IRON, Minn. (BVM) – One of the best stories to come out of Minnesota high school basketball this year was the rise of the Cherry High School boys basketball team. The Tigers went 0-22 in 2019. This season, they not only went 27-6, but made it to the state tournament for just the second time in program history and first time in 25 years.
“We knew we were going to be a good team coming in,” Cherry head coach Jordan Christianson said. “We played a lot of basketball over the summer… Expectations were high for our team.”
However, those expectations were set by the Tigers and not held by others. When the preseason rankings were released, Cherry was ranked 45th in the state for Class A and fifth in its section.
“Internally we looked at that, kind of laughed about it like, ‘We’re better than that and we’re going to show people we’re better than that,’” Christianson said.
It didn’t take long for the Tigers to do just that. In their first game of the season, they beat Deer River, the preseason No. 1-ranked team in the state, 74-64. That win set the tone for the rest of the season. They would have a lot more work to do, but that win showed the boys that the work they had put in during the offseason had set them up for success.
“After that win I think the guys knew that the sky was the limit and our expectations went up,” Christianson said.
The early validation along with the confidence they already had in themselves propelled the Tigers to a 22-4 regular season record. Cherry entered the section tournament as the No. 1 seed and in a rematch against Deer River, won its first section championship in 25 years.
Cherry then beat Nevis in the state quarterfinals before losing to Hayfield in the semifinals. The team would end up taking fourth at the state tournament. In just three years, the Tigers had become a team that can make annual trips to the state tournament.
Of course the team’s success is in part due to the talent that the Tigers have, in particular sophomore guard Isaac Asuma who is quickly becoming one of the best players in the state of Minnesota for the Class of 2024. However, Christianson credits the team’s love for one another as the main catalyst for what the Tigers were able to do this year.
“I’ve been around basketball my whole life, been on a lot of teams, coached a lot of teams and this is by far the closest team that I have ever had,” Christianson said. “These guys truly love each other.”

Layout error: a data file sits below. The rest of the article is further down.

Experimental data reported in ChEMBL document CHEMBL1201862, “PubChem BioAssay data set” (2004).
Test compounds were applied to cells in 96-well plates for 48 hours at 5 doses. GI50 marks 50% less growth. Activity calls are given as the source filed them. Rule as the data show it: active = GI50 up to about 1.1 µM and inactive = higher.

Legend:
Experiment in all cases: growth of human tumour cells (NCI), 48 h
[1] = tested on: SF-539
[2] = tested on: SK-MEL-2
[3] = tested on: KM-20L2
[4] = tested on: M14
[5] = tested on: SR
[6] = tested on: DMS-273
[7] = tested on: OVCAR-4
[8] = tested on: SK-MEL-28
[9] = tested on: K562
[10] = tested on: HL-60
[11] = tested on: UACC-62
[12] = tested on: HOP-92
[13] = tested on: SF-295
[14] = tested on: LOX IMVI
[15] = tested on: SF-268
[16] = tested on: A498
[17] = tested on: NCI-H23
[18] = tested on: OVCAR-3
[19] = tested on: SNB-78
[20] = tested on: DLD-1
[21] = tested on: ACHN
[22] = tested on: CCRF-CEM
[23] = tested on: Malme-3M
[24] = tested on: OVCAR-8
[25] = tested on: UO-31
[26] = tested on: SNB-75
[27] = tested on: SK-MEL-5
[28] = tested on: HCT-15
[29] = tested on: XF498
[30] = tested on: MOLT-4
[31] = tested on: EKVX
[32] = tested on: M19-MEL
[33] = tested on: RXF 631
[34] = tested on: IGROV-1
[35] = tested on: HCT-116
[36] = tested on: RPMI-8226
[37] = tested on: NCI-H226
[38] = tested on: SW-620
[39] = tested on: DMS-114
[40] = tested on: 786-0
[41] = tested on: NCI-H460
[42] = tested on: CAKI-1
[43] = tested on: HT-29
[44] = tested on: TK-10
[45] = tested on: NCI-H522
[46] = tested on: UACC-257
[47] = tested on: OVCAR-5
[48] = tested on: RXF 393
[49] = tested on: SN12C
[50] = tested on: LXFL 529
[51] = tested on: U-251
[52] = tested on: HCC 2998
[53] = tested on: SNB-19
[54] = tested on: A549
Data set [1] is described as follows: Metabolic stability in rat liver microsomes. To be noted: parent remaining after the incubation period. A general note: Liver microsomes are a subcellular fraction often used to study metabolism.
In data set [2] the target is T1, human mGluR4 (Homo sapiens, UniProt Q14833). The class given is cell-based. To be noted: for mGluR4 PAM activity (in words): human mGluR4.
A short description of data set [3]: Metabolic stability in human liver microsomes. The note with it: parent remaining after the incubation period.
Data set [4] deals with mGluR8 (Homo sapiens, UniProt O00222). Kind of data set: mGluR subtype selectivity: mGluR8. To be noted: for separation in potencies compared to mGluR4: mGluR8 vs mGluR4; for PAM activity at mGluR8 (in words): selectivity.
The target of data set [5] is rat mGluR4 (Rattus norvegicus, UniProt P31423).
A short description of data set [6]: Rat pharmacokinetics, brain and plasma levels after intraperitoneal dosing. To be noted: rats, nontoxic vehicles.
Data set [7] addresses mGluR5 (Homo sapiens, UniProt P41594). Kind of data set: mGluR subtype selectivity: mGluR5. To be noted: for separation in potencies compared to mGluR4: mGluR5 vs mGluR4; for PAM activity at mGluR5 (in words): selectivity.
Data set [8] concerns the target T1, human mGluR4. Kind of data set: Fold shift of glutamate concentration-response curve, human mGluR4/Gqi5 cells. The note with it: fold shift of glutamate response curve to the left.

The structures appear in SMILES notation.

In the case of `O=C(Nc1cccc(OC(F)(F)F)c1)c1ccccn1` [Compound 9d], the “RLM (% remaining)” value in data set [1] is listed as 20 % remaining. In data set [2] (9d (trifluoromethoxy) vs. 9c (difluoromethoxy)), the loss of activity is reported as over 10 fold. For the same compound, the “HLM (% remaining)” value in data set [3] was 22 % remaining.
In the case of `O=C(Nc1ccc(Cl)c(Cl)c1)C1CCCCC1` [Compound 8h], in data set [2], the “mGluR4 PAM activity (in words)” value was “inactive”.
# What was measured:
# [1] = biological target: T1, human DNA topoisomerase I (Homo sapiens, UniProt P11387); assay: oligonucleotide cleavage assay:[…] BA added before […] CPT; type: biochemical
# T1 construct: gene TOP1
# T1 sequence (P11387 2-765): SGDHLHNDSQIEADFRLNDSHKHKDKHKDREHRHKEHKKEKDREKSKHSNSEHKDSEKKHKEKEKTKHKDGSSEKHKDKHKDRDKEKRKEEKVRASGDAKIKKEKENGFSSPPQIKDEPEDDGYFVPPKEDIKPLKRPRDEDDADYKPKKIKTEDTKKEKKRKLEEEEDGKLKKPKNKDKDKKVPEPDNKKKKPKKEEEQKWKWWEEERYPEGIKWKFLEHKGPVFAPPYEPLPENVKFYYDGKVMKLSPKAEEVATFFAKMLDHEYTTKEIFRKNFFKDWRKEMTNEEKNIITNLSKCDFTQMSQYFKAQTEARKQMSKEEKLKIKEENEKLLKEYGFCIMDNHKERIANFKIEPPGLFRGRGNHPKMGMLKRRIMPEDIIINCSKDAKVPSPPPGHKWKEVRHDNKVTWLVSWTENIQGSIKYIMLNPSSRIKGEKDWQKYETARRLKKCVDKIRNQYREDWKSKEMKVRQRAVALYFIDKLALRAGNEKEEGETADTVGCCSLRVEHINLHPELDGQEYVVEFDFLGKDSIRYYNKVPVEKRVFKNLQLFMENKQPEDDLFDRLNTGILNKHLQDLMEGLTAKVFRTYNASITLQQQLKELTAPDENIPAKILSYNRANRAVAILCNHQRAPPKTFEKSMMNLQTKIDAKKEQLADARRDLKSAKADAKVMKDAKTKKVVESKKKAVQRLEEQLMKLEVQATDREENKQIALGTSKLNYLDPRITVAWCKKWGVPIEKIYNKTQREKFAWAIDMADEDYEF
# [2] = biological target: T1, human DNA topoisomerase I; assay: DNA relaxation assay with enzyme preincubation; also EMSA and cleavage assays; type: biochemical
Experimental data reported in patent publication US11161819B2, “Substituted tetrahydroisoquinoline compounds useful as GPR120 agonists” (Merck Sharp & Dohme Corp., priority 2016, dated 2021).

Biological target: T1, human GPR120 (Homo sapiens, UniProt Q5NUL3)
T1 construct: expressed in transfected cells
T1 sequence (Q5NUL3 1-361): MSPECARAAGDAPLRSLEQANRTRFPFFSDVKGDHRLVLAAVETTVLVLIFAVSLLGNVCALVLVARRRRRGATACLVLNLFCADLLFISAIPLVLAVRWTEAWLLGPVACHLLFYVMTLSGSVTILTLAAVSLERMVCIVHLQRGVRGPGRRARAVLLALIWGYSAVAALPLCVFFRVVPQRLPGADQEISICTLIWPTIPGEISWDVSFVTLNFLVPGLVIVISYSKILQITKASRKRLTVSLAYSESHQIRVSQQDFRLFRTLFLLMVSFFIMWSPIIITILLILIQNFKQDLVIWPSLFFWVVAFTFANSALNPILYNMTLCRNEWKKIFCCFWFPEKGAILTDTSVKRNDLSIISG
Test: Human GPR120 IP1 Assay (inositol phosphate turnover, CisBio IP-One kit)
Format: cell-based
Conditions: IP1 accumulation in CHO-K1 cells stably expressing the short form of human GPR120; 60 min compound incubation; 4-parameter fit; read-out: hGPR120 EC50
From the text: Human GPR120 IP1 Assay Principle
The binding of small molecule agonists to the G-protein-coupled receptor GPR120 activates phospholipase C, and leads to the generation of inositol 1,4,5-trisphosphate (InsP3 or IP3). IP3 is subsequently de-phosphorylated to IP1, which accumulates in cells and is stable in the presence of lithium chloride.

It is a cliché in sports but the Tigers truly were a family. The team was always together both on and off the court. The love they had for one another motivated them to make sure everyone was able to succeed.
“They wanted to play hard for one another,” Christianson said. “They wanted to win for one another and they wanted each other to experience all these great things they got to experience.”
This special team started with seniors like Zack Carpenter and Nick and Sam Serna. Guys that had been on the 0-22 as freshman but had seen the potential that was in the program. They were the glue that held the Tigers together.
“They’re huge culture guys… What they have done, they’re the culture starters,” Christianson said.
What the seniors have built has led to the program’s turnaround and the season they were able to have this year was a fitting end to their high school careers. And what they started shows no signs of slowing down.
The success the Tigers have had this season is already setting them up for consistent success in the future. Cherry High School is a K-12 school and the players have become celebrities to the elementary school kids at Cherry.
Since their run to the tournament, kids have come up to Christianson to tell him they want to do what this Tigers team has done. The kids go up to each player they see in the cafeteria or hallways to congratulate them or tell them that they saw them play on TV last night.
That excitement sets up Cherry for long-term success but in the present, the team has the majority of the roster returning for next season, including Asuma as well his brother, Noah, and cousin, Isaiah.
“If we’re fortunate enough to get back there (state) we’ll be ready to roll,” Christianson said. “I’m just excited for the chemistry to keep building… the sky’s the limit for these guys.”